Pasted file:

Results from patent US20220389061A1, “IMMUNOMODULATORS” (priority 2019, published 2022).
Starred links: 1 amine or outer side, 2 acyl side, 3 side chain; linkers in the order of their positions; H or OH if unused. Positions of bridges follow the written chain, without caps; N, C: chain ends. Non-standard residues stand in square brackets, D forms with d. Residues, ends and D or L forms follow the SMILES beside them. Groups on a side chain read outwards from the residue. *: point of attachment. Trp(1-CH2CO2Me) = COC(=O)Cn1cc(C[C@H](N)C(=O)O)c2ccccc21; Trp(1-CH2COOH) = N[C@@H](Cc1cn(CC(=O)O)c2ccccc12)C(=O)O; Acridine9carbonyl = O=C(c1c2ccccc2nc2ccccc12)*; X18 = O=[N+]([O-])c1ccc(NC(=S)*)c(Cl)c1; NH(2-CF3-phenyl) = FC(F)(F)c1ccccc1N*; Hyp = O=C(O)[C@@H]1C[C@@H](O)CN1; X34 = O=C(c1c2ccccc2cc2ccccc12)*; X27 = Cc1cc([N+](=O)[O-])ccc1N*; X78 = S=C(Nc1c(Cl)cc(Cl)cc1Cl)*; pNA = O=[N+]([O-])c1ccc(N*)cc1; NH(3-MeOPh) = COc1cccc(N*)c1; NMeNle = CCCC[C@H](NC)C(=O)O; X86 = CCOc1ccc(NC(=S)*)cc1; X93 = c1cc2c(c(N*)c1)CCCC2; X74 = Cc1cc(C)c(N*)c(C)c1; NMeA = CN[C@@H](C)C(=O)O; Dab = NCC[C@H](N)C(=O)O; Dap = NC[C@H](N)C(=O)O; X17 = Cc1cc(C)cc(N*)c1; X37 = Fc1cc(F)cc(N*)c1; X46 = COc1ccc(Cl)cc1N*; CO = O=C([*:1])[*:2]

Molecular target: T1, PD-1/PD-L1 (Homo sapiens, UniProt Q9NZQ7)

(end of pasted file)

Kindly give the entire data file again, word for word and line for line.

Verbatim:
Results from patent US20220389061A1, “IMMUNOMODULATORS” (priority 2019, published 2022).
Starred links: 1 amine or outer side, 2 acyl side, 3 side chain; linkers in the order of their positions; H or OH if unused. Positions of bridges follow the written chain, without caps; N, C: chain ends. Non-standard residues stand in square brackets, D forms with d. Residues, ends and D or L forms follow the SMILES beside them. Groups on a side chain read outwards from the residue. *: point of attachment. Trp(1-CH2CO2Me) = COC(=O)Cn1cc(C[C@H](N)C(=O)O)c2ccccc21; Trp(1-CH2COOH) = N[C@@H](Cc1cn(CC(=O)O)c2ccccc12)C(=O)O; Acridine9carbonyl = O=C(c1c2ccccc2nc2ccccc12)*; X18 = O=[N+]([O-])c1ccc(NC(=S)*)c(Cl)c1; NH(2-CF3-phenyl) = FC(F)(F)c1ccccc1N*; Hyp = O=C(O)[C@@H]1C[C@@H](O)CN1; X34 = O=C(c1c2ccccc2cc2ccccc12)*; X27 = Cc1cc([N+](=O)[O-])ccc1N*; X78 = S=C(Nc1c(Cl)cc(Cl)cc1Cl)*; pNA = O=[N+]([O-])c1ccc(N*)cc1; NH(3-MeOPh) = COc1cccc(N*)c1; NMeNle = CCCC[C@H](NC)C(=O)O; X86 = CCOc1ccc(NC(=S)*)cc1; X93 = c1cc2c(c(N*)c1)CCCC2; X74 = Cc1cc(C)c(N*)c(C)c1; NMeA = CN[C@@H](C)C(=O)O; Dab = NCC[C@H](N)C(=O)O; Dap = NC[C@H](N)C(=O)O; X17 = Cc1cc(C)cc(N*)c1; X37 = Fc1cc(F)cc(N*)c1; X46 = COc1ccc(Cl)cc1N*; CO = O=C([*:1])[*:2]

Molecular target: T1, PD-1/PD-L1 (Homo sapiens, UniProt Q9NZQ7)